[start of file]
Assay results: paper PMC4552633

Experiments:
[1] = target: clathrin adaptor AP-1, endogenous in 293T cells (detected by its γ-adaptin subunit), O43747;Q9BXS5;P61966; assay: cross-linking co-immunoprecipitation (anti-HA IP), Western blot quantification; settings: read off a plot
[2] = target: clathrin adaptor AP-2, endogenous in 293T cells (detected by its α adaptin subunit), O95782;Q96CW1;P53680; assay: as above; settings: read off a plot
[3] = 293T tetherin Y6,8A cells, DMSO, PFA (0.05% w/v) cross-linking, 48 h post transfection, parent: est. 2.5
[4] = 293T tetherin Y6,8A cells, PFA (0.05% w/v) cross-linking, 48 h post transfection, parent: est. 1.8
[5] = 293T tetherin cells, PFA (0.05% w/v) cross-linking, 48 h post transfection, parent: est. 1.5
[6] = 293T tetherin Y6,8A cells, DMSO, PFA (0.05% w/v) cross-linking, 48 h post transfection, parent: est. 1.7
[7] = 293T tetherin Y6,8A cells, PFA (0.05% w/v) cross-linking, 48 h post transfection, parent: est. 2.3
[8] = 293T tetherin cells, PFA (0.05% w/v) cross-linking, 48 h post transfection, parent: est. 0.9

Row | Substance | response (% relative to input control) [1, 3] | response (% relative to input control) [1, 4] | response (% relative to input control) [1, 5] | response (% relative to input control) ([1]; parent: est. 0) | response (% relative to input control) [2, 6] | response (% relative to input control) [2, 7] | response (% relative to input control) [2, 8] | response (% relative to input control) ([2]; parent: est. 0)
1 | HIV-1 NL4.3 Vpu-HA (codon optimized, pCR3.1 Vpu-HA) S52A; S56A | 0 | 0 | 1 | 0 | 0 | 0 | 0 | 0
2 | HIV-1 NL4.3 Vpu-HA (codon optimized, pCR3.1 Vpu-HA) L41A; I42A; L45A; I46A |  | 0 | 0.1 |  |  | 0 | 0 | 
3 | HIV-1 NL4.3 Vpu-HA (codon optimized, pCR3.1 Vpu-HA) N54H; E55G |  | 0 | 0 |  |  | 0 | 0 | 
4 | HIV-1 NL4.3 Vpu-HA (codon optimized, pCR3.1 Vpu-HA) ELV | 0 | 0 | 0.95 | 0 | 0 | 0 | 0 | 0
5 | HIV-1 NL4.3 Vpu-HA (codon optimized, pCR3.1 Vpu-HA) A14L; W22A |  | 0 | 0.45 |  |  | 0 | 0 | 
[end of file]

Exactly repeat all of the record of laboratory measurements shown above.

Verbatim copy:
Assay results: paper PMC4552633

Experiments:
[1] = target: clathrin adaptor AP-1, endogenous in 293T cells (detected by its γ-adaptin subunit), O43747;Q9BXS5;P61966; assay: cross-linking co-immunoprecipitation (anti-HA IP), Western blot quantification; settings: read off a plot
[2] = target: clathrin adaptor AP-2, endogenous in 293T cells (detected by its α adaptin subunit), O95782;Q96CW1;P53680; assay: as above; settings: read off a plot
[3] = 293T tetherin Y6,8A cells, DMSO, PFA (0.05% w/v) cross-linking, 48 h post transfection, parent: est. 2.5
[4] = 293T tetherin Y6,8A cells, PFA (0.05% w/v) cross-linking, 48 h post transfection, parent: est. 1.8
[5] = 293T tetherin cells, PFA (0.05% w/v) cross-linking, 48 h post transfection, parent: est. 1.5
[6] = 293T tetherin Y6,8A cells, DMSO, PFA (0.05% w/v) cross-linking, 48 h post transfection, parent: est. 1.7
[7] = 293T tetherin Y6,8A cells, PFA (0.05% w/v) cross-linking, 48 h post transfection, parent: est. 2.3
[8] = 293T tetherin cells, PFA (0.05% w/v) cross-linking, 48 h post transfection, parent: est. 0.9

Row | Substance | response (% relative to input control) [1, 3] | response (% relative to input control) [1, 4] | response (% relative to input control) [1, 5] | response (% relative to input control) ([1]; parent: est. 0) | response (% relative to input control) [2, 6] | response (% relative to input control) [2, 7] | response (% relative to input control) [2, 8] | response (% relative to input control) ([2]; parent: est. 0)
1 | HIV-1 NL4.3 Vpu-HA (codon optimized, pCR3.1 Vpu-HA) S52A; S56A | 0 | 0 | 1 | 0 | 0 | 0 | 0 | 0
2 | HIV-1 NL4.3 Vpu-HA (codon optimized, pCR3.1 Vpu-HA) L41A; I42A; L45A; I46A |  | 0 | 0.1 |  |  | 0 | 0 | 
3 | HIV-1 NL4.3 Vpu-HA (codon optimized, pCR3.1 Vpu-HA) N54H; E55G |  | 0 | 0 |  |  | 0 | 0 | 
4 | HIV-1 NL4.3 Vpu-HA (codon optimized, pCR3.1 Vpu-HA) ELV | 0 | 0 | 0.95 | 0 | 0 | 0 | 0 | 0
5 | HIV-1 NL4.3 Vpu-HA (codon optimized, pCR3.1 Vpu-HA) A14L; W22A |  | 0 | 0.45 |  |  | 0 | 0 | 